Each year, and with each move, the organization enrolled more and more students, and slowly added teachers. As the school expanded, the stakeholders spent those early years drumming up community support, making friends in local government and building relationships with local businesses. In 1956, Wabash School became a member agency of the United Fund (now United Way). The organization also cultivated a longstanding partnership with Purdue University, which provided a volunteer base and access to services such as speech therapy.
By the early 1960s, the school, which had begun to serve older teens and young adults in an employment workshop, became known as “Wabash Center.” Within a few years, it had become clear that the organization needed a permanent space. With support from community leaders at the local and state levels, Wabash Center secured government grants and raised enough additional money to pay for the $450,000, 18,000-square-foot program building on a five-acre campus at Greenbush and 20th streets. The new facility was officially dedicated in October 1968.
It was the beginning of the Wabash Center we know today. Through subsequent decades, Wabash Center continued to expand, completing a new administration building in 2002, and continually adding or adapting services to keep up with new laws and ever-evolving best practices.
Wabash Center today
Today, 70 years after its incorporation, Wabash Center offers a wide range of programs and serves about 800 individuals with disabilities and their families in vibrant spaces and with generous community support.
Now more than ever, services are needed for people with developmental disabilities. According to the Centers for Disease Control and Prevention, around 1 in 36 children in the U.S. will be diagnosed with autism spectrum disorder this year, up from 1 in 68.
n 2010. And in a study conducted from 2009 to 2017, the CDC reports, about 1 in 6 children (17 percent) age 3 to 17 were diagnosed with a developmental disability, including ADHD, autism spectrum disorder and intellectual disabilities, as reported by parents. The percentage increased from 16.2 percent in 2009-2011, to 17.8 percent in 2015-2017.
Although people with disabilities and their families have more options and agency today than they did 70 years ago, they still face challenges, including long waiting lists for care, complicated Medicaid waiver applications and piecemeal therapy plans. Through it all, Wabash Center is a beacon of hope for families seeking support.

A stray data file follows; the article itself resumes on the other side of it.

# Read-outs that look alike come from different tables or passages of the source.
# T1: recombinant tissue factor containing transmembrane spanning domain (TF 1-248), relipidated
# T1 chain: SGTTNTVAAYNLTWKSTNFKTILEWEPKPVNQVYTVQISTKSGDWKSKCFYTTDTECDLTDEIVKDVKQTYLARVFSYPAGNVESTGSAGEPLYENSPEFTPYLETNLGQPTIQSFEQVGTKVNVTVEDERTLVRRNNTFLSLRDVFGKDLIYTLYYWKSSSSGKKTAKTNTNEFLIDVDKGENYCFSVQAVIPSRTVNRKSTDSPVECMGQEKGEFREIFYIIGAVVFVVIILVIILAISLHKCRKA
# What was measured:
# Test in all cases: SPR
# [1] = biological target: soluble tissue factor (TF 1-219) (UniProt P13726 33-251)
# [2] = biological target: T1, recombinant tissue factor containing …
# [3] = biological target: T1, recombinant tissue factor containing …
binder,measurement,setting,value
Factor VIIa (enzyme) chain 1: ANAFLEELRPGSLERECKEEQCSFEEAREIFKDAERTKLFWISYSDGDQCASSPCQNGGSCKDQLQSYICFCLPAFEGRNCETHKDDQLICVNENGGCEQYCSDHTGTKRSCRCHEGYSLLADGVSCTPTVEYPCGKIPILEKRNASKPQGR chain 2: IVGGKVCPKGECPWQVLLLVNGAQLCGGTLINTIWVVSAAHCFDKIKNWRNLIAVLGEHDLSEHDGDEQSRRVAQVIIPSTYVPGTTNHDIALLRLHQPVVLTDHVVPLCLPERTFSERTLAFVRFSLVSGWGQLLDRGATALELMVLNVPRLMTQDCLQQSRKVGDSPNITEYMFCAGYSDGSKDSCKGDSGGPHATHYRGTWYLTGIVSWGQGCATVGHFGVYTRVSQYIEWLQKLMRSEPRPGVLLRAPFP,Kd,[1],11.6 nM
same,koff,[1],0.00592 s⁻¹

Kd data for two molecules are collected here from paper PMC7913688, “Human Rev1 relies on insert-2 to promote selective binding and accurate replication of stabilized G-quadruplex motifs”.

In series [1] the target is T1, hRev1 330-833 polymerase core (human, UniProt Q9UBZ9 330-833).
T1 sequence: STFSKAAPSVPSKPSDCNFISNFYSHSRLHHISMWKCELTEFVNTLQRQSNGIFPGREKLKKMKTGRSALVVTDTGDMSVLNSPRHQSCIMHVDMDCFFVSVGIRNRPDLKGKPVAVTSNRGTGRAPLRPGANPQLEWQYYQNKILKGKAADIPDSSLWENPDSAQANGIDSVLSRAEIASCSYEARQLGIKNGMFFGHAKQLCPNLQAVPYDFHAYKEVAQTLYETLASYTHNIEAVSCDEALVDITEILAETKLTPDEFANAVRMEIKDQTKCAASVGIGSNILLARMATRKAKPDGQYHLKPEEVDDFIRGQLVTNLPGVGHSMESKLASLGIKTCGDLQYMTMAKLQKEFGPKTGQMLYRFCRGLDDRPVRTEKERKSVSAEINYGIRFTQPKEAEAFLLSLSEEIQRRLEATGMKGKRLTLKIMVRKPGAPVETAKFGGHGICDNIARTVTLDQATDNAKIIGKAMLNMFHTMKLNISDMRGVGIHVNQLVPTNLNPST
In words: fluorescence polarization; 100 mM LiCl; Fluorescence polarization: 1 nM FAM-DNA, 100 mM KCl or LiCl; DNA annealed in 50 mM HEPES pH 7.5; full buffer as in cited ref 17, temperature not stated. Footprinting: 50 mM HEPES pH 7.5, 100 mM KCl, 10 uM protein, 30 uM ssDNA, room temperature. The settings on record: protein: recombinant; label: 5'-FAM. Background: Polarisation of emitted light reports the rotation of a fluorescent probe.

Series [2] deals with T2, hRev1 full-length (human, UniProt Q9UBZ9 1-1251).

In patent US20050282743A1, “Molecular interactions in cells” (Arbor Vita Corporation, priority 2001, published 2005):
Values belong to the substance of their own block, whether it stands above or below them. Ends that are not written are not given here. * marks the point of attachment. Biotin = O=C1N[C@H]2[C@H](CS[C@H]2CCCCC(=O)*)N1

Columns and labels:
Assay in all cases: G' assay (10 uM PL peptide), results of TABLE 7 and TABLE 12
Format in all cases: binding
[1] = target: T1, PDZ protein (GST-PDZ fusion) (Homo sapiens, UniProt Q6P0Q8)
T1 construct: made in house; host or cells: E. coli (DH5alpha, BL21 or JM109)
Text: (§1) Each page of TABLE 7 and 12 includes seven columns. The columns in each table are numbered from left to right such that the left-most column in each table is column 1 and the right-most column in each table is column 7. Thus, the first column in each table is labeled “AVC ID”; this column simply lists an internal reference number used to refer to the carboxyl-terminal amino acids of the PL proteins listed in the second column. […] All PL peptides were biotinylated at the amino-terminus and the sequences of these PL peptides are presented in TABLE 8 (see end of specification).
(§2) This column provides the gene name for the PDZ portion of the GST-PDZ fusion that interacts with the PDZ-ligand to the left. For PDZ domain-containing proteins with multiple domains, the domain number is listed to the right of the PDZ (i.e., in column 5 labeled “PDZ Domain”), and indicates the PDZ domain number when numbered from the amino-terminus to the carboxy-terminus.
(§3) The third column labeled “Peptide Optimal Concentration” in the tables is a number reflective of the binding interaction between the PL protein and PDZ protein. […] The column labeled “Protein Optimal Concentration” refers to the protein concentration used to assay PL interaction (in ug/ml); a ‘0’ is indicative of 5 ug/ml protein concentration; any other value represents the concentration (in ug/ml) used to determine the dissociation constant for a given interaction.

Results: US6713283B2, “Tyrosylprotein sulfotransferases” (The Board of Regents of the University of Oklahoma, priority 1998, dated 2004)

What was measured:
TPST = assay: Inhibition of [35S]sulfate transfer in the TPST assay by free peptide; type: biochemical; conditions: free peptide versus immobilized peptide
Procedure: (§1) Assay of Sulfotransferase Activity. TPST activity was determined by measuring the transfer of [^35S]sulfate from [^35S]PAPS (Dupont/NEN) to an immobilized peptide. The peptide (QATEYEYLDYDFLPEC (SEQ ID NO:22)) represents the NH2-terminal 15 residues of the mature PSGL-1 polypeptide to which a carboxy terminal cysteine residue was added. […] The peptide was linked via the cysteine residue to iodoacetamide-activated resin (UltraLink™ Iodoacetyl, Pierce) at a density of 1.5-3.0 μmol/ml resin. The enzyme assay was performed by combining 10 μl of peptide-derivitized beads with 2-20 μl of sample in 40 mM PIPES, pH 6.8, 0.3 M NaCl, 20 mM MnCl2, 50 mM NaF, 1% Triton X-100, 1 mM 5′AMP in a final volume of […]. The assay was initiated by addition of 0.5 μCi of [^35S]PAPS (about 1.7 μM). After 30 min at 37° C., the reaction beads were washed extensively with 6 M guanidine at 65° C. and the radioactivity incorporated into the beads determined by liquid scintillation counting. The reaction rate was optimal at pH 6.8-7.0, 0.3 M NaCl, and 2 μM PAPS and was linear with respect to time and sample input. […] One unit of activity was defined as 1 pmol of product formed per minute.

“A couple of things make Wabash Center unique,” says McManus. “One is that we’ve been around for 70 years. I feel like we have some longevity in this space and some experience in this space. Not that we’re experts. We really believe that we’re co-experts in the care of the folks we’re supporting, and we do that in partnership with the families and guardians.
“Another thing that I think sets us apart is that near full continuum of care,” McManus adds. “And that means that someone can enter in our services at any point along that full continuum, but also that we could potentially serve somebody for their entire life … and I think that has some uniqueness.”
Besides the Adult Day Services program, which offers adults with special needs, including David Doyle, a place to develop life skills and make social connections, the Wabash Center flagship program building houses the Enterprise Services division, which helps people with disabilities and special needs transition to community-based employment. Wabash Center contracts with local businesses, including CAT Logistics, Maximus Logistics and Wabash (formerly Wabash National) to offer jobs in kit-assembly or piece work in Wabash Center’s sprawling workshop. In addition, individuals with special needs can perform janitorial services off-site for companies such as Caterpillar, Inc.
Through the organization’s Supported Living program, individuals with special needs have access to safe, affordable housing. Wabash Center owns 32 homes throughout Tippecanoe County, where clients live either on their own or with roommates and receive support from Wabash Center staff.
Wabash Center also offers a Family Supports program that matches trained caregivers with families who need help providing care for their loved ones. The center’s Guardianship Services program trains volunteer advocates and pairs them one-on-one with adults with special needs and area seniors.
In 2019, Wabash Center opened Grant’s House, a nearly 50,000-square-foot, state-of-the-art facility, in a former medical office building on Salem Street, less than a mile from the center’s Greenbush Street campus. The bright, open space — designed specifically for kids and young adults with disabilities — houses Wabash Center’s Youth Services programs, including an after-school program, a summer day-camp and a day program for emerging adults.